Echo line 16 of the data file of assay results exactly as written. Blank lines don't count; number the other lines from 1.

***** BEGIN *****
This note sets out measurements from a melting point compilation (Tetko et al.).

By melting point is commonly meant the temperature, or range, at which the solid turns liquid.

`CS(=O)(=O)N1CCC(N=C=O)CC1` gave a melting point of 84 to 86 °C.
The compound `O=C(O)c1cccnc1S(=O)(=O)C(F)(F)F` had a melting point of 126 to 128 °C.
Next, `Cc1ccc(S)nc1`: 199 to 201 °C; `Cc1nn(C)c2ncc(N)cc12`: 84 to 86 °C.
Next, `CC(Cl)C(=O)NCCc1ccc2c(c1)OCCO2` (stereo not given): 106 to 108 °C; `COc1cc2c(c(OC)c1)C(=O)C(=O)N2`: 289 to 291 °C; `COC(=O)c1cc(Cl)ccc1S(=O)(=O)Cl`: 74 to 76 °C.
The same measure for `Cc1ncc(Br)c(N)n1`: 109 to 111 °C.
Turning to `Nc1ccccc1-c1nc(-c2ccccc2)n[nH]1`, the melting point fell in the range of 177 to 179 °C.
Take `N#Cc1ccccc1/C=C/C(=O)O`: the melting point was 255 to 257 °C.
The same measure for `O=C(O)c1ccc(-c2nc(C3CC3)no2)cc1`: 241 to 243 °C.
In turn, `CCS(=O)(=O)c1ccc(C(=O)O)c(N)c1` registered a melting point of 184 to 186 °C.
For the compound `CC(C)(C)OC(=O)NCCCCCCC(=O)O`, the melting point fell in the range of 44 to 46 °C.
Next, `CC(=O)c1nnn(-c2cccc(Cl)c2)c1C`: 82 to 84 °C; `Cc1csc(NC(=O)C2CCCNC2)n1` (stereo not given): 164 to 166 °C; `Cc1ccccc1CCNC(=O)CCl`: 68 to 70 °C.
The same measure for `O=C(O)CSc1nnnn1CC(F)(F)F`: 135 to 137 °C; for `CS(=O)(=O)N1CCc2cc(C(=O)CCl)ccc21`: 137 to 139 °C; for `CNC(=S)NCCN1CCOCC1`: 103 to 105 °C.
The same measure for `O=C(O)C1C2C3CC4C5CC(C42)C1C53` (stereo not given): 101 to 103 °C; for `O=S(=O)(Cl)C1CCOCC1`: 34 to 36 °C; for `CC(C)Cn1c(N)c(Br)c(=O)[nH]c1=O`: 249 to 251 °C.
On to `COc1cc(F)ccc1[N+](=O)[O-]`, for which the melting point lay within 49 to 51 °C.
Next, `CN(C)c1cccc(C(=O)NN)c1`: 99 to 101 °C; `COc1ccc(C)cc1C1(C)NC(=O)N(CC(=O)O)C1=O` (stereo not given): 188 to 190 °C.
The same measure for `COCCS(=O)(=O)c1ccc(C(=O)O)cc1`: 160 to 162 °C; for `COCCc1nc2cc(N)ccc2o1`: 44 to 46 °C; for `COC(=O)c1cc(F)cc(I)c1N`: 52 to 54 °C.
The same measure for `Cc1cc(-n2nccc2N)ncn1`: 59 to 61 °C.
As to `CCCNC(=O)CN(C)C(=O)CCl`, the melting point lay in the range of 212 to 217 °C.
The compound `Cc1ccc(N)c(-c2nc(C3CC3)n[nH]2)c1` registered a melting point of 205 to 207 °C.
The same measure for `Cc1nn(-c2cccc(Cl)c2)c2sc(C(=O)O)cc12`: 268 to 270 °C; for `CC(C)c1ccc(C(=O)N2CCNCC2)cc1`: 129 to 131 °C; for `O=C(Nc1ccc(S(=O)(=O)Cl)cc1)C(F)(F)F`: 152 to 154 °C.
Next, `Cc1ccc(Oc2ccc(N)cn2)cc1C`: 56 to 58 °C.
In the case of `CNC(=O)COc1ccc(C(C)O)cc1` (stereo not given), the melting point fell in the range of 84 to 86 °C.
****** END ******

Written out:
On to `COc1cc(F)ccc1[N+](=O)[O-]`, for which the melting point lay within 49 to 51 °C.